Tonight should provide your first good opportunity of 2018 to view the zodiacal light. From the Northern Hemisphere, late winter and early spring are the best times of year to observe this elusive glow after sunset. It appears slightly fainter than the Milky Way, so you’ll need a clear moonless sky and an observing site located far from the city. With the waning gibbous Moon now exiting the early evening sky, the next two weeks will be prime viewing times. Look for the cone-shaped glow, which has a broad base and points nearly straight up from the western horizon, after the last vestiges of twilight have faded away.
For those who believe in folklore, the fate of winter rests on the shoulders of the groundhog. If the furry rodent sticks his head out of his burrow this morning and sees his shadow, we’ll have six more weeks of winter. But if the weather is cloudy, it means spring is right around the corner. What does this have to do with astronomy? Groundhog Day celebrates one of the four so-called cross-quarter days, which mark the midpoints between the solstices and equinoxes. February 2 falls approximately midway between the winter solstice and the vernal equinox.
Saturday, February 3
Comet PANSTARRS (C/2016 R2) currently glows around 10th magnitude, which makes it a tempting target through telescopes for those under a dark sky. What makes it even more tempting is its location in Taurus: The comet spends February’s first week just 2° east of the stunning Pleiades star cluster (M45). Look for a small, round, diffuse glow similar to a companion galaxy in the Virgo Cluster.
Sunday, February 4
The variable star Algol in Perseus reaches minimum brightness at 8:19 p.m. EST, when it shines at magnitude 3.4. If you start viewing as soon as darkness falls, you can watch it more than triple in brightness (to magnitude 2.1) over the course of about five hours. This eclipsing binary star runs through a cycle from minimum to maximum and back every 2.87 days. Algol appears nearly overhead after sunset and sinks low in the northwest well after midnight.
Head outside before dawn and you can’t miss Jupiter. The giant planet rises shortly after 1 a.m. local time and climbs 30° high in the south by the time twilight commences. Jupiter shines at magnitude –2.0, which makes it the brightest point of light in the night sky, and resides among the much dimmer stars of the constellation Libra. A telescope reveals the planet’s 36″-diameter disk.
Tuesday, February 6
Mars follows close on the heels of Jupiter these winter mornings. The magnitude 1.1 Red Planet rises around 2:30 a.m. local time and appears 25° high as twilight starts to paint the sky. It currently lies against the backdrop of northern Scorpius. Unfortunately, the view of Mars through a telescope proves disappointing — its disk spans only 6″ and shows no detail.
Wednesday, February 7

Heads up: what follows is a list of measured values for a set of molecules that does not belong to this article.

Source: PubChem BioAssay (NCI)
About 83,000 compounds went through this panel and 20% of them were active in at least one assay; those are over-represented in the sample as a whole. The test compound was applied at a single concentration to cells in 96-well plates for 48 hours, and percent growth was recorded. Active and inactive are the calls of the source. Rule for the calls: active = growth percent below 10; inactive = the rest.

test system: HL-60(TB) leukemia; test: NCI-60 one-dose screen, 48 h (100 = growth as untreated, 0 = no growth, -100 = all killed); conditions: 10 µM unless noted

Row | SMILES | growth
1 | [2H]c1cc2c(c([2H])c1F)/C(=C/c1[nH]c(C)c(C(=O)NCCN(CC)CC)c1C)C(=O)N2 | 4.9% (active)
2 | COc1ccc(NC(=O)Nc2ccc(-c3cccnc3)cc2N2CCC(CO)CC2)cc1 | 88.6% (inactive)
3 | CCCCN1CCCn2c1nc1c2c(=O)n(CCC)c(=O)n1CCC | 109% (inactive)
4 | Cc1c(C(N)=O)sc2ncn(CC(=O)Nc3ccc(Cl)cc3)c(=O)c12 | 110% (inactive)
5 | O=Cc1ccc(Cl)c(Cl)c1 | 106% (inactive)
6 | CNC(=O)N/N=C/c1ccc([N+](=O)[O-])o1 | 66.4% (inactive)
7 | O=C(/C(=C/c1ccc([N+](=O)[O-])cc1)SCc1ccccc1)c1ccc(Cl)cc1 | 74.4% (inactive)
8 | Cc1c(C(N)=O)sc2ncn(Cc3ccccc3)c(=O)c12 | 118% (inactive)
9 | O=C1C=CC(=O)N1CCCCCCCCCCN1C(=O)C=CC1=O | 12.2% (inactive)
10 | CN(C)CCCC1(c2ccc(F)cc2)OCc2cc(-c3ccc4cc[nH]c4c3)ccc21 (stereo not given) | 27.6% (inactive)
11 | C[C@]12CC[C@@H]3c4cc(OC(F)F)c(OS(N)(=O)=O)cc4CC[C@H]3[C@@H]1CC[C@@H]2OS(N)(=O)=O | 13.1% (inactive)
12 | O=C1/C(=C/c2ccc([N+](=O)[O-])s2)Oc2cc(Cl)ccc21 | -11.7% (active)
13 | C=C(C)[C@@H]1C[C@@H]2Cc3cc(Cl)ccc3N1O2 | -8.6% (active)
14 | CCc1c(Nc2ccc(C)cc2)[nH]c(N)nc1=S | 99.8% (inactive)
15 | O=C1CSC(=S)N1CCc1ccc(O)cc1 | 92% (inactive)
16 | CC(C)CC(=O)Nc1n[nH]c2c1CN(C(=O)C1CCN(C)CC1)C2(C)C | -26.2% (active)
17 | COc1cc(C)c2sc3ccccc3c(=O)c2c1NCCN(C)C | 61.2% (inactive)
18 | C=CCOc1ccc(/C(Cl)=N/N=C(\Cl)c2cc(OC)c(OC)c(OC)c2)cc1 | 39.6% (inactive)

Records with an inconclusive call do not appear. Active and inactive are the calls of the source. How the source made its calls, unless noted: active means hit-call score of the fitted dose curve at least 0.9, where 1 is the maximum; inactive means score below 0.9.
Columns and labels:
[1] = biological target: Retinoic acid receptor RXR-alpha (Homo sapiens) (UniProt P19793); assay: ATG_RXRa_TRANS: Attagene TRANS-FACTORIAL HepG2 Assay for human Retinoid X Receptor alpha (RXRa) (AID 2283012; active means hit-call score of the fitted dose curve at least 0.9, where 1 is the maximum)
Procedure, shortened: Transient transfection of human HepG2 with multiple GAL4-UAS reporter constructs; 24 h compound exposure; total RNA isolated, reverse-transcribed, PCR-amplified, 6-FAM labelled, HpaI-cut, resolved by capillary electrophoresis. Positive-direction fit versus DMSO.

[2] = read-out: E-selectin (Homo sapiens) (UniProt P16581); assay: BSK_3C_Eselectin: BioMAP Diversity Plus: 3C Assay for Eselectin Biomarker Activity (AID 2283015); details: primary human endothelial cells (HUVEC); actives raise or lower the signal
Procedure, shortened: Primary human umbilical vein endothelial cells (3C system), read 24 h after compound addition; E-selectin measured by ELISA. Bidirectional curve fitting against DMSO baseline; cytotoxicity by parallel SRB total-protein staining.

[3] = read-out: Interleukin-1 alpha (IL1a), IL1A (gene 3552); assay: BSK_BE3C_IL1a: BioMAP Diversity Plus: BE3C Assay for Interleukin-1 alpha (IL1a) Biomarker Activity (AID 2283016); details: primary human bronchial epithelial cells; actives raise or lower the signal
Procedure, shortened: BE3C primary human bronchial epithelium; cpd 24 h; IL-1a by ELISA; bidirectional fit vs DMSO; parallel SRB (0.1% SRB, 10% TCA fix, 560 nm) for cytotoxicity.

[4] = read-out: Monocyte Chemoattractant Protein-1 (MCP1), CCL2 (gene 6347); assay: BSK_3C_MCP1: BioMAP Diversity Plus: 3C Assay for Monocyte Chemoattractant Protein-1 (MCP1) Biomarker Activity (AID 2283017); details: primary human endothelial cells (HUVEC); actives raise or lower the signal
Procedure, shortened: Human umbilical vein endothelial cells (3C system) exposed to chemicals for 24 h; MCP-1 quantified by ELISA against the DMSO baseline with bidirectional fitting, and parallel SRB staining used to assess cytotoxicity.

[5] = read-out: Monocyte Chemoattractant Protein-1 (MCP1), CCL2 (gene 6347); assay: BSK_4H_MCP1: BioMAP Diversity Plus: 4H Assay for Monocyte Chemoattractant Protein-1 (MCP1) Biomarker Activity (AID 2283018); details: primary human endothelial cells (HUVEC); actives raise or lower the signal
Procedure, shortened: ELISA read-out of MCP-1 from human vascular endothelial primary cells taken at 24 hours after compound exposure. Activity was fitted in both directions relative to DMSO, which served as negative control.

Last Quarter Moon occurs at 10:54 a.m. EST. The half-lit orb rises around 12:30 a.m. local time and appears high in the south as twilight begins. The Moon lies in the constellation Libra the Balance, just 4° to the upper right of brilliant Jupiter. The two will make a pretty pair throughout the morning hours.
Thursday, February 8
The waning crescent Moon stands midway between Mars and Jupiter this morning. Although the trio are too far apart to appear in a single binocular field of view, the scene will look spectacular to the naked eye.
Mars officially crosses the border from Scorpius into Ophiuchus this morning. Although the planet spent just eight days within the confines of the Scorpion, it will remain in the Serpent-bearer for more than a month.
For those of you in the Southern Hemisphere, today marks the peak of the annual Alpha Centaurid meteor shower. And with the Moon a waning crescent, it won’t shed much unwanted light into the morning sky. The shower’s radiant — the point from which the meteors appear to originate — lies among the background stars of Centaurus (although, oddly enough, closer to 1st-magnitude Beta [β] Centauri than to its brighter neighbor, Alpha [α] Centauri). The shower typically produces about 6 meteors per hour at its peak, although observers have reported between 20 and 30 per hour in a couple of years. The meteors tend to be bright and often leave persistent trains.
One of the sky’s largest asterisms — a recognizable pattern of stars separate from a constellation’s form — occupies center stage on February evenings. To trace the so-called Winter Hexagon, start with southern Orion’s luminary, Rigel. From there, the hexagon makes a clockwise loop. The second stop is brilliant Sirius in Canis Major. Next, pick up Procyon in the faint constellation Canis Minor, then the twins Castor and Pollux in Gemini, followed by Capella in Auriga, Aldebaran in Taurus, and finally back to Rigel.
Saturday, February 10
Mars passes 5° due north of Antares this morning. Although the Red Planet officially lies in the southwestern corner of the constellation Ophiuchus, it appears in a single binocular field with Scorpius’ brightest star. Because both Mars and Antares shine at magnitude 1.1, this is a perfect opportunity to compare the colors of the two objects, and come to understand why ancient observers named the star Antares, which literally means “rival of Mars.”
Sunday, February 11
The waning crescent Moon appears 2° above Saturn this morning. The two rise shortly after 4 a.m. local time and climb some 10° above the southeastern horizon by the time twilight starts. The planet shines at magnitude 0.6 and appears significantly brighter than any of the background stars in its host constellation, Sagittarius the Archer.
The Moon reaches apogee, the farthest point in its orbit around Earth, at 9:16 a.m. EST. It then lies 252,090 miles (405,700 kilometers) from Earth’s center.